NGA advises Corrie on surrogacy

June 26, 2013

We have been working with Coronation Street on their surrogacy storyline (the first in a mainstream UK soap) which has come to a head this week, with surrogate Tina making the emotional decision about whether to hand baby Jake back to his biological parents Gary and Izzy.

We have been helping Corrie to get the law right, but what would happen in reality?  Do surrogates often change their minds, and what is the legal position if they do, particularly if it is not their biological child?

UK law says that the surrogate is the legal mother, whether or not she is not the biological mother.  The intended parents can apply to court for a new birth certificate after the birth – a process which ends the surrogate’s motherhood – but only with her consent.  If she withholds it, the surrogate remains the legal mother, although the family court can order that the child should live with the intended parents anyway.

But the legal position rarely fits with what happens on the ground – in reality, surrogacy arrangements go wrong surprisingly rarely.  The structure of the law would make you think that surrogates change their minds often, and need to have their rights protected.  In reality, the picture is very different.  There have now been over 1,000 parental orders granted in the UK (surrogacy cases with no dispute) and only 2 reported cases where a surrogate has sought to keep the baby.  In both cases, the surrogate was also the biological mother, and in only one of them did she win her case.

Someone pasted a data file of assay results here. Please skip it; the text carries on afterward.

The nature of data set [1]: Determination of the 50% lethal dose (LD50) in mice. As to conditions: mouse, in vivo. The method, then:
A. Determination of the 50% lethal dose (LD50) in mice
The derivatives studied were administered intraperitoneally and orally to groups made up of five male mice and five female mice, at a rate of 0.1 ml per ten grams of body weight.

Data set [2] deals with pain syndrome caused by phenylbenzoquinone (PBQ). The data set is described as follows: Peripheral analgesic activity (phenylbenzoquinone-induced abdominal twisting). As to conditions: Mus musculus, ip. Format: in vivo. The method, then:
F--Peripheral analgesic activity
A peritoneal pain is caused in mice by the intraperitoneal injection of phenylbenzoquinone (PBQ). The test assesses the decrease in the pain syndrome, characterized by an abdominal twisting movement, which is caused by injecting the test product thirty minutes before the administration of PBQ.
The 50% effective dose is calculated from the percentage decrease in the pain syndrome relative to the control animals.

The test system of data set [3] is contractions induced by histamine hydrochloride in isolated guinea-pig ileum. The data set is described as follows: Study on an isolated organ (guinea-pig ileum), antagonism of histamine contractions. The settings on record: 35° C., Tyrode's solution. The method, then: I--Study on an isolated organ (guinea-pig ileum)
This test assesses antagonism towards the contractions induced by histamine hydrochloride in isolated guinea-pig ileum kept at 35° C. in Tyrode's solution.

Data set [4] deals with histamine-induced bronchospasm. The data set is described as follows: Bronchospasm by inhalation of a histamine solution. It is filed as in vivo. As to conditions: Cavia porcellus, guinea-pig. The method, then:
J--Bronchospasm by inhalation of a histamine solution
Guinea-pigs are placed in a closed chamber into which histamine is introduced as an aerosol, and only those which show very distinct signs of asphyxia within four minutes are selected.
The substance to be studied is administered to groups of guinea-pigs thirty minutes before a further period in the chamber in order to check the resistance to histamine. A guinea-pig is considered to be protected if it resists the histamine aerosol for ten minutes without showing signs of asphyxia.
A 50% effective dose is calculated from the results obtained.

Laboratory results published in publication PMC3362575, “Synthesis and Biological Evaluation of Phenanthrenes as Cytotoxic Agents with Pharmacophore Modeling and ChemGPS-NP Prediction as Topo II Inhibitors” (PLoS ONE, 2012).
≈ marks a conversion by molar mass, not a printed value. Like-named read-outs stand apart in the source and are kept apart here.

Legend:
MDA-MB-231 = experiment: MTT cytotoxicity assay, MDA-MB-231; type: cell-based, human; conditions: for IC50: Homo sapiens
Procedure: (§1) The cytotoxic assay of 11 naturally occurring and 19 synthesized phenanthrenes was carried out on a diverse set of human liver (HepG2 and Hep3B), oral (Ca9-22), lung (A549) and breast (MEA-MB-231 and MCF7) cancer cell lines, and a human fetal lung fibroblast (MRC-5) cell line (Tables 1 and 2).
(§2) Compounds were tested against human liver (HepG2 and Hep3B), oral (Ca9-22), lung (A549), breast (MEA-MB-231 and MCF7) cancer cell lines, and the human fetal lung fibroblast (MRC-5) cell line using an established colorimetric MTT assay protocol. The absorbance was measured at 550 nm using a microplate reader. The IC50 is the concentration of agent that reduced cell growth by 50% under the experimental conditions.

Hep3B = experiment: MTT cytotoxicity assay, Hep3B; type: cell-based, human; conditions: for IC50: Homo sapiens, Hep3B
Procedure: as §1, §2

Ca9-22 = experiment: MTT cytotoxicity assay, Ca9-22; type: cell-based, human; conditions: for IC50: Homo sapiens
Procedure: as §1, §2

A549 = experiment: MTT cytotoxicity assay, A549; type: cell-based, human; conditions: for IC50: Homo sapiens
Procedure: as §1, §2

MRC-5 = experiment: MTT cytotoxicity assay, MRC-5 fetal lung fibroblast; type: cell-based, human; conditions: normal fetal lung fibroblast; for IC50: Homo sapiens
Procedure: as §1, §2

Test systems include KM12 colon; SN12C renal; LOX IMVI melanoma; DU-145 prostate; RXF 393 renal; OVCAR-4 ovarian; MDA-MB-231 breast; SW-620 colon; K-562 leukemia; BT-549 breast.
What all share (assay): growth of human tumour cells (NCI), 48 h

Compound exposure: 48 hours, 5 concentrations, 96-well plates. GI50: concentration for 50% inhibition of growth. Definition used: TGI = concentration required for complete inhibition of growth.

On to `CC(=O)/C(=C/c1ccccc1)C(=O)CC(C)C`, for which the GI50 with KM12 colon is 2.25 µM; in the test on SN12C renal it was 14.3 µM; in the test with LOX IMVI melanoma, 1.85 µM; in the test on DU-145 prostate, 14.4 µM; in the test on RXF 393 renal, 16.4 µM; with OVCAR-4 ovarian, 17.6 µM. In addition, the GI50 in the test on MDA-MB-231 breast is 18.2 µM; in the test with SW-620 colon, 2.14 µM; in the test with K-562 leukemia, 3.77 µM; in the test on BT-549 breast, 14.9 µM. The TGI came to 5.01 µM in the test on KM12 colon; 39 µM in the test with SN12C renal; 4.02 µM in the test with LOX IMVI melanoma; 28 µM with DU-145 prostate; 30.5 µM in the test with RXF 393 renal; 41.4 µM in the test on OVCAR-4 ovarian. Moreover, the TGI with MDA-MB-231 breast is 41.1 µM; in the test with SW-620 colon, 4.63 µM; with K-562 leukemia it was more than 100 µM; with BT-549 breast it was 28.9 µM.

So what would happen if a gestational surrogate like Tina (who is not biologically connected) wanted to keep a surrogate baby?  The answer is that we just don’t know because it has never yet happened in the UK.

And what will happen with Tina, Gary and Izzy?  Well, we know, but we aren’t allowed to tell you…

There is more information about surrogacy law on our website.  You can also read what Natalie thinks about whether surrogates should still have an absolute right to change their minds under UK law here.

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